A 'Christmas Pickle' hangs on a Christmas tree in New York, SU, 23 November 2016. People in the United States of America hide the unusual Christmas ornament in the tree. If the children manage to discover it, they receive another present.
Johannes Schmitt-Tegge/picture alliance via Getty Images

Ever Seen a Pickle Ornament on a Christmas Tree? Here's What That Means

Get your own glass gherkin this Christmas.

If you've ever spotted a pickle ornament hanging from someone's Christmas tree, you probably found it a bit odd, but it's part of a fun holiday tradition. And no, it has nothing to do with a pickle barrel.

On Christmas Eve, parents hide the pickle-shaped ornament —often called the weihnachtsgurke— somewhere on the tree. Whichever child spots it first on Christmas morning gets to open the first present. Additionally, whoever finds the ornament will have good luck for a year.

Another version of this holiday tradition says that whoever spots the pickle first gets an extra present. Whether you'd rather promote guaranteed good fortune or get the family excited about extra gifts, there's no doubt the Christmas pickle tradition sounds like fun.

"Today" suggests that "the idea behind the tradition is to keep kids from rushing through the process of opening presents so they can learn to appreciate each gift."

Thus, it's fun and practical for families with kids.

The true story behind Christmas pickle ornaments is unclear. There's multiple legends and supposed cultural practices behind what's become a lucrative import business. Read on to learn more about the tradition's disputable origins and its relevance in the 21st century.

Potential Origins of the Christmas Pickle Ornament Tradition

ALEXANDRIA, VA - October 26, 2011: Pickle ornaments are seen at The Christmas Attic on Wednesday October 26, 2011 in Alexandria, VA. The store features Christmas items year round.

Matt McClain for the Washington Post

According to Tampa Bay Magazine, the tradition is said to have started in Germany, but this is unlikely to be true since modern Germans do not practice it. This is a common American misconception, believing that the pickle ornaments are known locally to Germans. Many glass pickle ornaments are made in Germany, but they are for export, not for the local market. The New York Times adds more confusion, reporting that 91 percent of German citizens polled in a YouGuv survey have never heard of the weihnachtsgurke and only two percent participate in the tradition.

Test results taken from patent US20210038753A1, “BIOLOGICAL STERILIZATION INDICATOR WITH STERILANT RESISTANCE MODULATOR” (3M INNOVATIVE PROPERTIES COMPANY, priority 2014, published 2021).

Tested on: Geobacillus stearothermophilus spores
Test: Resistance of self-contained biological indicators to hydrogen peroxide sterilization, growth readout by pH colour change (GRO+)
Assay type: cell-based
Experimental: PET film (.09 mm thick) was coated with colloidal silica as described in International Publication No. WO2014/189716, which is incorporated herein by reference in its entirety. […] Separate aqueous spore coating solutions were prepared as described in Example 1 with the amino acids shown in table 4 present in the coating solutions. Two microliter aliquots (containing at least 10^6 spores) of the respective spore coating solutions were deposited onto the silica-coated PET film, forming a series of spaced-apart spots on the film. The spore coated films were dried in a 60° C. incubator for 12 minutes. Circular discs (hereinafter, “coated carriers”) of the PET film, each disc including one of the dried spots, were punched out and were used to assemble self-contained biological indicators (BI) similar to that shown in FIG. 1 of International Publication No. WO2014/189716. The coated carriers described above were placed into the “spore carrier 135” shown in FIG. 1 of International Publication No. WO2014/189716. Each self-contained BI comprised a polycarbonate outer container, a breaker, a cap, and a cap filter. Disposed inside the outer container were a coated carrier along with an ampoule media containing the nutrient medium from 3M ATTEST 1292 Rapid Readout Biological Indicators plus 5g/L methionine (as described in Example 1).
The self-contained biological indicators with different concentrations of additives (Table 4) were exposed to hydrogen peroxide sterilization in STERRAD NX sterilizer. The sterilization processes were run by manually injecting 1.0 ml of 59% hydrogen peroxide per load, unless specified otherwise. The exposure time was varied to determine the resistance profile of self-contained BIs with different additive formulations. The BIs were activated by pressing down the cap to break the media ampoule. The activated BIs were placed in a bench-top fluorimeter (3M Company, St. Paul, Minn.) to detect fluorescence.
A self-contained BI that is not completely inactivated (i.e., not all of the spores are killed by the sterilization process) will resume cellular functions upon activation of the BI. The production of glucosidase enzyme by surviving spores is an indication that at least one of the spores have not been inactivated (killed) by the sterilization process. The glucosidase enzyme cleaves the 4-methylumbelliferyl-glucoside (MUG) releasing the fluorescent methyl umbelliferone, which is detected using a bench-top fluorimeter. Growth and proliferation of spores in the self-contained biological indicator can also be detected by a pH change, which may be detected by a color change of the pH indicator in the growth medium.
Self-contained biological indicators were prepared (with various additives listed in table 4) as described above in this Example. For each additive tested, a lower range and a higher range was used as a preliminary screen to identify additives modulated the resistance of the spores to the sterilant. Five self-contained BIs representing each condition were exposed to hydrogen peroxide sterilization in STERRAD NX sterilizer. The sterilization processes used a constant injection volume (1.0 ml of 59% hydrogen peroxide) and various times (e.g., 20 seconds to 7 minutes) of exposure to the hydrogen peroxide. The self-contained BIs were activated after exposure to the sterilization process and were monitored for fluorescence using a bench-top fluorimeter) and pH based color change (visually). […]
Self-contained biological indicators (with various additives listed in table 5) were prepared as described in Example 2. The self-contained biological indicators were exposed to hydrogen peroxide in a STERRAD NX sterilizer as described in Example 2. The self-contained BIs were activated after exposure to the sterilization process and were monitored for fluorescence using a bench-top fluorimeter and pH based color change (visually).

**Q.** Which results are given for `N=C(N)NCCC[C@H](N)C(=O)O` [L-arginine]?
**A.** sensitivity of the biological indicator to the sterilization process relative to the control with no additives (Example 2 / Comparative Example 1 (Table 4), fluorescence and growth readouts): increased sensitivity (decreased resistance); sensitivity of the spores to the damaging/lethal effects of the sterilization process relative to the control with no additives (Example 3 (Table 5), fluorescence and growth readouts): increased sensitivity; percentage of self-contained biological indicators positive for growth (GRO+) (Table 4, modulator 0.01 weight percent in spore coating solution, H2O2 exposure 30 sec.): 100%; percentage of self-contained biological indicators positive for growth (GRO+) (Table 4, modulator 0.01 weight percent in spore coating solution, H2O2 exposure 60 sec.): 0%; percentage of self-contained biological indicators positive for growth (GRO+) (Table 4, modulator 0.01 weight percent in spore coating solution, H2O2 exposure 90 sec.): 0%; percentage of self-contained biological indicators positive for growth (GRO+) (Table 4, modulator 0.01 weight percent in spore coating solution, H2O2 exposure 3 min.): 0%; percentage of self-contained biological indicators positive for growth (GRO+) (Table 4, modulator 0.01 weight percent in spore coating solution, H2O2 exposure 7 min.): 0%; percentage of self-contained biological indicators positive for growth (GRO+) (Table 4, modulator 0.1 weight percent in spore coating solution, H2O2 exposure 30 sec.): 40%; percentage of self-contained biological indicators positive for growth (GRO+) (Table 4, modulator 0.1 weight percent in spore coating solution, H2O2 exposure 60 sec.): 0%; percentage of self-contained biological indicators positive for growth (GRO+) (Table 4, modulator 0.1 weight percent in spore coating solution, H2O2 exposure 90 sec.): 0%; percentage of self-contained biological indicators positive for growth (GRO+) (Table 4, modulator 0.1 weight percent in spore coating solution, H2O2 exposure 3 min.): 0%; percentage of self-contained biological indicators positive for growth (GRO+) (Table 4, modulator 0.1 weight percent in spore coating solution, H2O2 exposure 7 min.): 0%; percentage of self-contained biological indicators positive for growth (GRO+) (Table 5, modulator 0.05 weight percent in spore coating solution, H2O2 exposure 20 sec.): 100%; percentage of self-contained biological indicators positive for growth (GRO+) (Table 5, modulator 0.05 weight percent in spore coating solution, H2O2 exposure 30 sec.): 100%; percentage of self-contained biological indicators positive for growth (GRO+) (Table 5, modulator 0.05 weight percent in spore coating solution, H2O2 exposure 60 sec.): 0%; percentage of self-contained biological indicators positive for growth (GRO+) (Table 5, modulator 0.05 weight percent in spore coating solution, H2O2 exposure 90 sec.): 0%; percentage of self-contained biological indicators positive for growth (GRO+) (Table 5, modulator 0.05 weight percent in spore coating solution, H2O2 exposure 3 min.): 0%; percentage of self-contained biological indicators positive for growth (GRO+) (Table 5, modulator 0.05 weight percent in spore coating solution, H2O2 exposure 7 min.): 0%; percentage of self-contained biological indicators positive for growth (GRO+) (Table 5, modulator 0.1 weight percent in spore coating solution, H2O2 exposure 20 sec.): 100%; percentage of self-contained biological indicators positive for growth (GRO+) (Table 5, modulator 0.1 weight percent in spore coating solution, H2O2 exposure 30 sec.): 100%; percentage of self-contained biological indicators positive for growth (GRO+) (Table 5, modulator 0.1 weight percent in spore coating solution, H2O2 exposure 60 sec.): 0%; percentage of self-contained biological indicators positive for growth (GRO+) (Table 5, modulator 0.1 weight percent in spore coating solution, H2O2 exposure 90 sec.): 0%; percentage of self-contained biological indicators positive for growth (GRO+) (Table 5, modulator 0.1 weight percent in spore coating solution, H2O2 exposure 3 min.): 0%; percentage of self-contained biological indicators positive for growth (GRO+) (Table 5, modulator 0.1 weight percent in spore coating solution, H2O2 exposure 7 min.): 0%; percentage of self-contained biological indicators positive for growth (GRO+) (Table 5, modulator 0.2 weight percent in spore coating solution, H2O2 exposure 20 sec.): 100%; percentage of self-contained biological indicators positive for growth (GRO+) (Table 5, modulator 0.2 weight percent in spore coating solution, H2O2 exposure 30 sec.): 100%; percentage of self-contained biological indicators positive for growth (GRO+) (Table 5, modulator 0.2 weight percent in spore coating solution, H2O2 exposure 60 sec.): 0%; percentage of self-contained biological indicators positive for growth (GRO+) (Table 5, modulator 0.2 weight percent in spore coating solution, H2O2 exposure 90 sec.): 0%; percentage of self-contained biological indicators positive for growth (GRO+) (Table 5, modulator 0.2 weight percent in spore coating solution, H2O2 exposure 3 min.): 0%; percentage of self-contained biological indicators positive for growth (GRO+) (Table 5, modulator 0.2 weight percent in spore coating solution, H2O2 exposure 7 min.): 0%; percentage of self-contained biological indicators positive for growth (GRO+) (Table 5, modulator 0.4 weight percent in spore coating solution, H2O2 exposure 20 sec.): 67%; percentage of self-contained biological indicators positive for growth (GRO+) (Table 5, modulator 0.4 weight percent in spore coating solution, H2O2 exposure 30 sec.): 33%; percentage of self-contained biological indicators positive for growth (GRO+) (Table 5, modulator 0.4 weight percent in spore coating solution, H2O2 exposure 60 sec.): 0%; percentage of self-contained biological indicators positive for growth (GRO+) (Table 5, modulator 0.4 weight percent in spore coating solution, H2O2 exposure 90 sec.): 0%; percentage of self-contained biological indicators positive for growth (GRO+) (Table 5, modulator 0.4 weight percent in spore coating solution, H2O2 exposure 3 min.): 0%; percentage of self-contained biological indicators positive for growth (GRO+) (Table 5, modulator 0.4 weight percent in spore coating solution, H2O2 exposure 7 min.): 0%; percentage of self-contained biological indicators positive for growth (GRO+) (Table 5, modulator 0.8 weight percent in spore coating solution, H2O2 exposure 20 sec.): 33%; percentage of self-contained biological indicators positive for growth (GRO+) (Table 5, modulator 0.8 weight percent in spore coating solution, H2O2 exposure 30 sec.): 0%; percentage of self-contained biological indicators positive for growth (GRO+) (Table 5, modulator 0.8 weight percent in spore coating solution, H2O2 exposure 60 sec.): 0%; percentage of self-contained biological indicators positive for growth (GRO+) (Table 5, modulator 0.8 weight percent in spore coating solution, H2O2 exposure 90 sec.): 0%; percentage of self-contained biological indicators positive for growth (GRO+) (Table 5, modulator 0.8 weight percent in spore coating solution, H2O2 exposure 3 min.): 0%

Silke-Maria Weineck, a professor of German Studies and Comparative Literature at the University of Michigan, talked to "Today" about the pickle ornament's potential origin.

"It could have been one immigrant family's tradition, for all we know," she said. "I could also imagine that we were originally dealing with an actual pickle prepared for the holidays. Americans are notoriously quick to claim something is 'a tradition.'"

Instead, it's likely that the story started as a marketing ploy to sell German glass ornaments to Americans. F.W. Woolworth, the Five & Dime store magnate, began importing the ornaments in 1880. He sold them along with a card that told the story of the tradition. Old World Christmas is among the current companies keeping the tradition alive.

If that's the case, it wouldn't be the first Christmas tradition that started with marketing. Rudolph the Red-Nosed Reindeer (maybe you've heard of him, he saved Santa's sleigh) originated as an advertising campaign by the now-defunct department store Montgomery Ward.

Other origin stories range from the story of a captured Civil War soldier's final meal to the legend of an evil innkeeper —or a cannabalistic butcher, depending on the tradition— who's defeated by St. Nicholas.

An Enduring Tradition

08 November 2022, Saxony-Anhalt, Spickendorf Bei Halle/Saale: Managing director Alexandra Häder holds glass cucumbers as Christmas tree ornaments in her hands in her ceramics barn in Spickendorf near Halle. In the USA, it is a widespread custom to hang the so-called "Christmas Pickle" somewhat hidden in the branches as the last tree ornament. Whoever finds it first receives an extra Christmas present and good luck in the coming year. Already since August, the "Christmas Wonderland" has been set up in their barn on about 800 square meters and is now supplemented with new Christmas decorations. Several thousand Christmas decoration artefacts are intended to get customers in the mood for the festive season. With suggestions for decorating the Christmas parlor and the festive dining table, Alexandra Häder wants to encourage a stress-free and peaceful gathering of the whole family.

Waltraud Grubitzsch/picture alliance via Getty Images

Nowadays, the tradition mainly popular in Midwestern states, especially Michigan, where there's a large population of German immigrants. Per Southern Living,  Berrien Springs, Mich. is the Christmas Pickle Capital of the World and the former home of an annual Christmas pickle festival.

But it has been picking up steam all over the country. Any tradition that leads to more Christmas gifts and good luck all year is bound to catch on.

Where to Get a Pickle Ornament

A man hanging up a unique pickle ornament on a Christmas tree


Looking to get into the Christmas pickle tradition? Snag your own here.


This article was originally published in 2017. It was updated on Dec. 18, 2023. 

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